My first priority is to eradicate child poverty.

Not tackle. Not reduce. But eradicate child poverty.

This will be the single most important objective of my Government and my Cabinet.

Because child poverty stunts the progress of any nation and stands in the way of both social justice and economic growth.

My cabinet will do everything in our power – including listening to and working with Members from across this chamber – to achieve our aim.

The Scottish Child Payment is a significant step forward. It is one of the most impactful measures in the effort to eradicate child poverty, but I recognise we need to do more.

Last week, I confirmed the opening of a £1.5 million fund to support councils in removing school meal debt from families across the country.

This will help ensure no child is penalised because their families struggled to pay for school meals during a cost-of-living crisis.

The Government recognises that one of the most effective ways of tackling child poverty is by enabling parents and carers to enter sustainable employment.

We will look to deliver further measures that will support families to enter the labour market, through training and educational opportunities, through employability support, through access to childcare and through access to other public services that can assist in this effort.

The second of my priorities is to grow Scotland’s economy.

From tourism, to finance and technology, to food and drink exports – we will work to create growth, create jobs and maximise the huge economic opportunities that lie ahead.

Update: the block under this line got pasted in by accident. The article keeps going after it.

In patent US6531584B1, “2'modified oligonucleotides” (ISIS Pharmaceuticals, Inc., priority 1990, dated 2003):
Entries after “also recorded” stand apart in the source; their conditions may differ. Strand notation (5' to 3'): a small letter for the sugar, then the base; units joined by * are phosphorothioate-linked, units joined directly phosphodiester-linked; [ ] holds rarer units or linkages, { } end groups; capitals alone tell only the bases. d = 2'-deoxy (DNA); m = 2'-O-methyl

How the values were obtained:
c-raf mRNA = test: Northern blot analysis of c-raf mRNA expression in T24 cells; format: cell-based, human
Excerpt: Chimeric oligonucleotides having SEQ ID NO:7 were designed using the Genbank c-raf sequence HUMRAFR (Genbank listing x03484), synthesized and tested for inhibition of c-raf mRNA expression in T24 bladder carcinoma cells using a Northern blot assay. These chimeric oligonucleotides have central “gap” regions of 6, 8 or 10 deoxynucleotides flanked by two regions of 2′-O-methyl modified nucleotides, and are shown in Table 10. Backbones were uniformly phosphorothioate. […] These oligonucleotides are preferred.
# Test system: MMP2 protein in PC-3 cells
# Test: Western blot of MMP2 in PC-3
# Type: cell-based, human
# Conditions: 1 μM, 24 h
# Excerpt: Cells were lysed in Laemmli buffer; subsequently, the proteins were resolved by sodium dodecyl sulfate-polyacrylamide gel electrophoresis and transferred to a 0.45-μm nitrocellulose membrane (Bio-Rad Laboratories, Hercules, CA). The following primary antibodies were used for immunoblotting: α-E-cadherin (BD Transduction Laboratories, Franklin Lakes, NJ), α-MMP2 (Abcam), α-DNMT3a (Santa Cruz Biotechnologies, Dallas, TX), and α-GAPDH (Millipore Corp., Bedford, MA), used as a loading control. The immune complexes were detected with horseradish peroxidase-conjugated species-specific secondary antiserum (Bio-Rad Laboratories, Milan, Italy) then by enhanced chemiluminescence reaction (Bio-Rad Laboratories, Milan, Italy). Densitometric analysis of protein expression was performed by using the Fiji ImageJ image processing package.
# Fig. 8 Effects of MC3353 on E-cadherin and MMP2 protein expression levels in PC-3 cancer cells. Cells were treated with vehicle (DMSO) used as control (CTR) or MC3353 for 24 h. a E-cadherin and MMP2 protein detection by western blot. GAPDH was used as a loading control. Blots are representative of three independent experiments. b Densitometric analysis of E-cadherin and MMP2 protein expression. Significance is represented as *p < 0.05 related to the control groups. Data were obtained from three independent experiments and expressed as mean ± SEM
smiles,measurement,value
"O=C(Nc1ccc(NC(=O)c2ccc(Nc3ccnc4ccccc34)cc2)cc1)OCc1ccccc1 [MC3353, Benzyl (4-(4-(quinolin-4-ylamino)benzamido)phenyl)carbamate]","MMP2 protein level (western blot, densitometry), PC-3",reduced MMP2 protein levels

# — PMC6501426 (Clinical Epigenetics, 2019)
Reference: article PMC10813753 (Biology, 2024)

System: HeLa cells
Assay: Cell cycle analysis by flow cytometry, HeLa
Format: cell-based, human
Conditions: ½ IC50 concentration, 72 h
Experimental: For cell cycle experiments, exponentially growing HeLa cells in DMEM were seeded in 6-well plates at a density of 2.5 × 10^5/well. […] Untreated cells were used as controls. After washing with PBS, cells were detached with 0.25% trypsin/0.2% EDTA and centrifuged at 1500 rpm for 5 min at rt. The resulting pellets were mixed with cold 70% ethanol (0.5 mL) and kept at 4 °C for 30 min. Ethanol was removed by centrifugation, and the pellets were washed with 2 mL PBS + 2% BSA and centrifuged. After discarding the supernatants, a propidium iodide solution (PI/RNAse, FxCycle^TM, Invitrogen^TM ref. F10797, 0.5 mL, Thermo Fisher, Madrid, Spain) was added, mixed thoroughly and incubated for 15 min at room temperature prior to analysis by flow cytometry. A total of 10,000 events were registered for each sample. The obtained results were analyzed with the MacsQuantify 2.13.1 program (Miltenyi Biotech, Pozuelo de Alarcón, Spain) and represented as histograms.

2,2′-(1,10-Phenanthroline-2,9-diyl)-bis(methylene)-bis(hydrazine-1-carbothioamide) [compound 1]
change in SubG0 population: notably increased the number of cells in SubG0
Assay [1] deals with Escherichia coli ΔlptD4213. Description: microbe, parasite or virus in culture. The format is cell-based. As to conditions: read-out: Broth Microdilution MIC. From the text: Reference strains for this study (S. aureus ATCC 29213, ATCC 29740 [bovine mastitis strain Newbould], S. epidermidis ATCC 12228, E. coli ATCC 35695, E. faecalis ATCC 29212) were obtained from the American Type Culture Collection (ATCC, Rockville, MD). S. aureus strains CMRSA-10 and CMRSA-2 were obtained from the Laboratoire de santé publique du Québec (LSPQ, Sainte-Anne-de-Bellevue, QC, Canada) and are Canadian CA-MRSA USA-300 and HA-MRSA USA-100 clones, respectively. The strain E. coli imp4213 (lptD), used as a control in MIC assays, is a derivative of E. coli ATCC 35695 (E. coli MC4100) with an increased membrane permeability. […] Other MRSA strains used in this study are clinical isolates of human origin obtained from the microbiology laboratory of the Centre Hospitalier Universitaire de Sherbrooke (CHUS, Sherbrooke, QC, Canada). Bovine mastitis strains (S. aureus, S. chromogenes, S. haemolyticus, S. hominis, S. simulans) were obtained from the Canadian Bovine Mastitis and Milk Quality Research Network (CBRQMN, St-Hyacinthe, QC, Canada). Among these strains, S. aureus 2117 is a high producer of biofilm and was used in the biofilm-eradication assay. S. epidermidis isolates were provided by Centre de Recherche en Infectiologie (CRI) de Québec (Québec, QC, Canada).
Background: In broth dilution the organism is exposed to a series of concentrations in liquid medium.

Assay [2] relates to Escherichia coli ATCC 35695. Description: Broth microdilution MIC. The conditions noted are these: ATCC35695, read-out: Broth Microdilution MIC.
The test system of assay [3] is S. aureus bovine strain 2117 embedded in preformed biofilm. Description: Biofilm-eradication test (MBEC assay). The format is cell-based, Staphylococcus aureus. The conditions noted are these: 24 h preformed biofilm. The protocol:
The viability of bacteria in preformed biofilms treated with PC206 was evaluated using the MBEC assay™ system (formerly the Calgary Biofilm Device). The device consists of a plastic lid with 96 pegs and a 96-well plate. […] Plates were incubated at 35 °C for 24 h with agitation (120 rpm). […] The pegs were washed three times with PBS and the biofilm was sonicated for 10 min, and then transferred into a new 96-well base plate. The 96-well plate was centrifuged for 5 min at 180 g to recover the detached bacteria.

Scotland’s creative industries are another vital contributor to the economic growth of the country. That’s why we are growing investment in culture and screen by £100 million over the coming years.

Ensuring there are more opportunities to not only participate in the arts, but for Scotland to reap the economic rewards of the creativity of our nation.

We will work with partners to remove obstacles to the delivery of economic opportunities in Scotland.

We will go all out to encourage investment in Scotland and the huge potential that we have here, including in renewable energy, where we can lead the world.

We will strengthen the support for innovation that has been anchored by the investment in the Techscaler programme, and in the package of entrepreneurship measures that were set out by the Deputy First Minister on Monday.

Partnership working will be key to help our businesses boost profitability and create jobs which will, in turn, help our people live happier and healthier lives with higher living standards.

The Government will encourage close alignment between the work of our Universities and business, to maximise the economic possibilities from the outstanding research base in Scotland.

In modern Scotland, it should not be a struggle to find fair work or to raise a family.

So for me, and for my government, eradicating child poverty and boosting economic growth, go hand in hand.

I am pleased therefore to announce the next steps we are taking in our drive to eradicate child poverty.